Boeing has secured a $37bn (£28bn) deal for China to buy 300 of its aircraft as the country looks to cater for rising demand by picking up new planes.
Boeing today signed a deal to sell 300 planes worth $37 billion (£28.2 billion) at list prices to state-run China Aviation Supplies Holding Company - just one of several agreements announced during U.S. President Donald Trump's state visit to Beijing.
The partnerships were signed in the presence of Trump and Chinese President Xi Jinping, as well as U.S. Commerce Secretary Wilbur Ross and Chinese Vice Premier Wang Yang, GE said in a statement.
A spokesman for the planemaker declined to comment on what proportion of the new China agreement represented new or existing orders, but it was believed that some of the orders were already in Boeing's backlog.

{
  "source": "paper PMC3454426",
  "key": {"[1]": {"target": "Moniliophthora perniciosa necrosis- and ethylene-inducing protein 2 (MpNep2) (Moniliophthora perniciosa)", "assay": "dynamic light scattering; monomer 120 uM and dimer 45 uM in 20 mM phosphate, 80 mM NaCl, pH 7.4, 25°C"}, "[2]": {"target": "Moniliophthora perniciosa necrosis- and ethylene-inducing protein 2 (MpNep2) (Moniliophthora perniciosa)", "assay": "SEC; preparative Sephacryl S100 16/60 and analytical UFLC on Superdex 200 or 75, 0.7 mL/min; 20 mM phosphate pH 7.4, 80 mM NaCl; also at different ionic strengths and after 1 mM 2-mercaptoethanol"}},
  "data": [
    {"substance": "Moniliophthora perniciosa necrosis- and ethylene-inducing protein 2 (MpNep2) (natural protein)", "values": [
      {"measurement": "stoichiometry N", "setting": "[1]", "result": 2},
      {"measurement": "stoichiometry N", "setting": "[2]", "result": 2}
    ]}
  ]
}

Boeing had 334 orders by unidentified customers as of October 24, of which 290 were for its 737 narrow body family.
China has a component role on every Boeing commercial aircraft model - the 737, 747, 767, 777 and the 787 - and over 9,000 Boeing aircraft fly worldwide with China-built parts and assemblies.
This is not the first time China Aviation Supplies has been involved with large deals during previous government exchanges.
The deals may provide some comfort to both Airbus and Boeing, as China continues to invest heavily in developing its own aviation industry.
On Wednesday, Boeing Co. confirmed that they've won the Chinese deal according to which they will be selling three hundred planes to China, worth nearly $37 billion. It also was among three Chinese companies involved in the 2015 Boeing order.
Earlier on Thursday, General Electric said it had signed deals worth $3.5 billion in China. It valued that deal at $1 billion.
The new order is for 40 Boeing 777s and 787s, and 260 737s.